Lloyds share price: what to expect from first-half results
A slowing outlook for consumer lending and the possibility of a no-deal Brexit hang over Lloyds, leaving the share price under pressure.
When are Lloyds’ first-half earnings published?
Lloyds publishes its first-half (H1) figures on 31 July 2019.
Lloyds’ first-half earnings: what does the City expect?
Lloyds is expected to report pre-tax profit of £4.3 billion, up from £3.1 billion a year earlier, while revenue is expected to rise to £9.4 billion. ￼
The Q1 update spooked investors, warning that the revenues were flat for the period, while impairments from bad loans rose, a ‘double-whammy’ that is bound to worry many. Weakening consumer credit growth in the UK continues to suggest a more difficult outlook for the UK banking sector, without even mentioning Brexit and the problems this may cause should the UK be forced into a ‘no deal’ situation. At least the mortgage situation is still promising, since total mortgage approvals remained relatively strong in May. ￼
On the positive side of things, the bank continues with its cost-cutting and capital management plans, which are designed to lift the bank’s return on tangible equity (ROTE). At the least, this strict approach to cost control will help lessen the weakening of consumer loan growth, although it will be unable to counter it entirely. ￼
Lloyds faces the same problem as the other big UK banks – namely that a no deal Brexit is now much more likely. If such an outcome does occur, then analysts expect a fall in loan rates and higher impairment charges from non-performing loans as businesses and individuals find it harder to make loan repayments. This will disrupt plans to build capital and boost dividend returns, decreasing the attractiveness of the shares for investors. ￼
Lloyds shares have become steadily cheaper since the beginning of Q2. They currently trade at 7.3 times forward earnings. This is still above the 6.6 times we saw at the beginning of the year, but is well below the five year average of nine times forward earnings. Given the headwinds facing UK banks, this low valuation seems justified. ￼
For some investors, Lloyds will be attractive for its high dividend yield, which currently sits at 5.65%. But while the bank is committed to maintaining this payout, it is unwise to buy the shares merely for the income on offer. The banking sector’s problems mean that the high yield should send a cautious signal, and not point towards an attractive income opportunity.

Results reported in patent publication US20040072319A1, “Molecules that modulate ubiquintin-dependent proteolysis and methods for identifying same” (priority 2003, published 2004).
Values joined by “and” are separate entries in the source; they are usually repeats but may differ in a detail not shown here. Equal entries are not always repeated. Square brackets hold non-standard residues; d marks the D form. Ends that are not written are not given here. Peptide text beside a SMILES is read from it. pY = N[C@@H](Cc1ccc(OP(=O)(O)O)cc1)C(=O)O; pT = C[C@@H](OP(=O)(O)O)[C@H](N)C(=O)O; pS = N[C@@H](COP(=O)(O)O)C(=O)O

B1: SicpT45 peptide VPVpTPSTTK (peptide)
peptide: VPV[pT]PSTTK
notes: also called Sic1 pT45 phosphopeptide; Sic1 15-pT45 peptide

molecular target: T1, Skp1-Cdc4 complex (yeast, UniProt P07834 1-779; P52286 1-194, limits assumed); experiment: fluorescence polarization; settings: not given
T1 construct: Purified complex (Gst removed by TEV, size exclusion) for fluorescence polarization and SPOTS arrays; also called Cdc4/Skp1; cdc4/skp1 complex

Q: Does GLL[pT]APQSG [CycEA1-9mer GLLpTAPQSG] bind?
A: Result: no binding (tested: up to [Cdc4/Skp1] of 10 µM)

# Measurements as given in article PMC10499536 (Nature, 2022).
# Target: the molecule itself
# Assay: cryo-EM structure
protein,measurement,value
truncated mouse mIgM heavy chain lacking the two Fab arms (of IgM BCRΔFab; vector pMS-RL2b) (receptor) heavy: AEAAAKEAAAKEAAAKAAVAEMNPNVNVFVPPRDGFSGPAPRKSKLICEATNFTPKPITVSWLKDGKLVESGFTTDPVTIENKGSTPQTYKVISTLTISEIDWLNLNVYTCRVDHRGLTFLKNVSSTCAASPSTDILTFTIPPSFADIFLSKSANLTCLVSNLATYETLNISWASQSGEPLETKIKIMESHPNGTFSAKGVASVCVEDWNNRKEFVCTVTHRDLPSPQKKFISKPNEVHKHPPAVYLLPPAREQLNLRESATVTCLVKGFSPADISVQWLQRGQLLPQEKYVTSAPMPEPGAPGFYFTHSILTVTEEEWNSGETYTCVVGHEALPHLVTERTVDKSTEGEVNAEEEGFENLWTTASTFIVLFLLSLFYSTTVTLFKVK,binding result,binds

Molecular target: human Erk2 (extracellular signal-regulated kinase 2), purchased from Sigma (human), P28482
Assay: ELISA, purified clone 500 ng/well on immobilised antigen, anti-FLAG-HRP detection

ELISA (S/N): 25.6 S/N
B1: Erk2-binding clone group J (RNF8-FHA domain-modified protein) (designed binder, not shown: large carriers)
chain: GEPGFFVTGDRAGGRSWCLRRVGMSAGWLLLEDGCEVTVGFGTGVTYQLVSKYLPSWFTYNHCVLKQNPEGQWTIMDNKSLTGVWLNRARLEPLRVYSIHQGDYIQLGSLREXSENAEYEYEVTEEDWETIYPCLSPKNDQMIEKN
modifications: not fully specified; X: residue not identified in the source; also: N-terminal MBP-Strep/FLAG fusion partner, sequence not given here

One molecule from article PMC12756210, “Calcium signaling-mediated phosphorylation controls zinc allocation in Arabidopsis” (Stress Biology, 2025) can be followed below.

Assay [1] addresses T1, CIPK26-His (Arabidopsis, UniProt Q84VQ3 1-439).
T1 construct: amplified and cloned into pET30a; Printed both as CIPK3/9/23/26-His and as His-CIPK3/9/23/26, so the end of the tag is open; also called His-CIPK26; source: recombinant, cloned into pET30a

How to trade Lloyds’ H1 earnings
The average move on results day for Lloyds is 4.8%, but at present options pricing suggests a quieter day, with a move of 3.9% indicated. There are currently 28 analysts covering the stock, with 17 ‘buys’, eight ‘holds’ and three ‘sells’. The current target price of 71p is 25% above the current 57p price.
Lloyds share price: technical analysis
The stellar rally in Lloyds’ shares from December until April has given way to a period of range-bound trading. The price dropped back from 66p all the way to 56p, retracing around 40% of the December-April rally. Since then, the price has hovered above 56p, holding this line as firm support. ￼
Gains have proven difficult to sustain above 58p, and in the past month a falling 50-day simple moving average (SMA) has contained any upward progress. So long as the 56p support zone holds the price may continue to move between the 56p and 58p levels. ￼
A move below 56p would take the price on to 54p, and then down to 51.66p, continuing to eat into the gains made over the past few months. On the other hand, a bounce above 59p would begin to mark a more bullish move, and open the way to 60p, 62p and then on to 66p. Dip buyers may begin to enter to drive the price higher once new forward momentum has been established.
Lloyds: a tough future clouded by Brexit
Were it not for Brexit, Lloyds may have been further down the path to recovery. There is still plenty to like about the firm, given its dominance in the mortgage market, and its exposure to a UK economy that, for all its faults, is seeing improvements in employment and wages. The bank has also weathered the producer price index (PPI) storm, although further payments will continue to mount up, the end is in sight for this hardy perennial of bank results. A solid dividend and strict cost control efforts have also helped to improve the balance sheet. ￼
However, it is Brexit that makes life difficult for Lloyds’ investors. The firm will be one of the first to suffer if the UK crashes out of the EU without a deal, as lending contracts and consumers rein in their spending. As a result, the firm would appear to justify its low price to earnings (P/E) rating. There is plenty of room for disappointment, and even if the UK avoids a no-deal exit falling confidence and lower consumer lending will hit performance. ￼
From a share price perspective, the optimistic view is that the price has held 56p as support. If this remains in place then a possible low may have been formed, as the price works off some of the excessive optimism of the December-April rally. But a no-deal Brexit could see the shares drop sharply, changing the outlook for the shares and reinforcing the bearish view. ￼
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